This book turned out to be the answer to my questions. The book made me experience the thrill of going back to it book after a short break, like being reunited with your partner after a few days. I spent the last four days lying on my back, chewing on tasteless vadas, and sipping on phony pineapple juice, all the while traveling with the characters on a journey that was going to alter their lives forever. I finished the book a few hours ago, and all I wanted to do was write about it.

Not a flashy, snarky blog where I make snide remarks at people. But a piece where I could revel in converting my thoughts into words, just watching the black letters form words and ideas on the white paper.

*

Going back to the question I had raised at the beginning of the post, on why I am reading with a mad frenzy, without break or pause.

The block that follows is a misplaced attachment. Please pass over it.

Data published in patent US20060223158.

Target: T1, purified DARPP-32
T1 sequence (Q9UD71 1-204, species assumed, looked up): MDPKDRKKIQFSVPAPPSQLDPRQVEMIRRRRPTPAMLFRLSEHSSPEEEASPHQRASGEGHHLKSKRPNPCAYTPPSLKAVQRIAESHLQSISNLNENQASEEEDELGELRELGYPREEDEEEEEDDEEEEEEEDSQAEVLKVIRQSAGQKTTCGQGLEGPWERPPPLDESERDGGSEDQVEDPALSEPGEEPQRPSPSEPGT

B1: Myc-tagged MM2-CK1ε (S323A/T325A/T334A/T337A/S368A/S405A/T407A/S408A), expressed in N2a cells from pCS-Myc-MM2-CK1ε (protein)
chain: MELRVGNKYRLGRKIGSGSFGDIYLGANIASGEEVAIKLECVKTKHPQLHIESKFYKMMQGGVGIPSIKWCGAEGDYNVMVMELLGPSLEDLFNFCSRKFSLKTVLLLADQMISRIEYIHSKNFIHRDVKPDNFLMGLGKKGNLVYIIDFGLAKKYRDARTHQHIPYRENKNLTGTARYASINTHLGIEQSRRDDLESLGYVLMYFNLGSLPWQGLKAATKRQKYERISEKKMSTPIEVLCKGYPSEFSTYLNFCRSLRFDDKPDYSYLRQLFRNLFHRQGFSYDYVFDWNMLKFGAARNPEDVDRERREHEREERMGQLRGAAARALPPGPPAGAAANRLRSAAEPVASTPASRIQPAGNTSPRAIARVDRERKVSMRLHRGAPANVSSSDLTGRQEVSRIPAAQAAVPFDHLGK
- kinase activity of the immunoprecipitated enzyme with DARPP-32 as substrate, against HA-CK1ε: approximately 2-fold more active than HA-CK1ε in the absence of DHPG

All through my life, I have gravitated towards people who possessed two defining qualities. It wasn’t a conscious decision, but they were all women who loved animals; and were able to express their thoughts in the most beautiful manner. None of them want to be writers today (which is rather unfortunate), but if I try to put my head around what attracted me to them, it is perhaps this very quality. The ability to string together words in a manner that they could light up the insides of the other person’s head. It is a superpower that even superheroes do not possess.

I would often wonder how they did it. How were they able to convey their deepest thoughts in such a flowing, lucid style? Why did I have to struggle to mask my thoughts with humour, or lace them with abuse and sarcasm?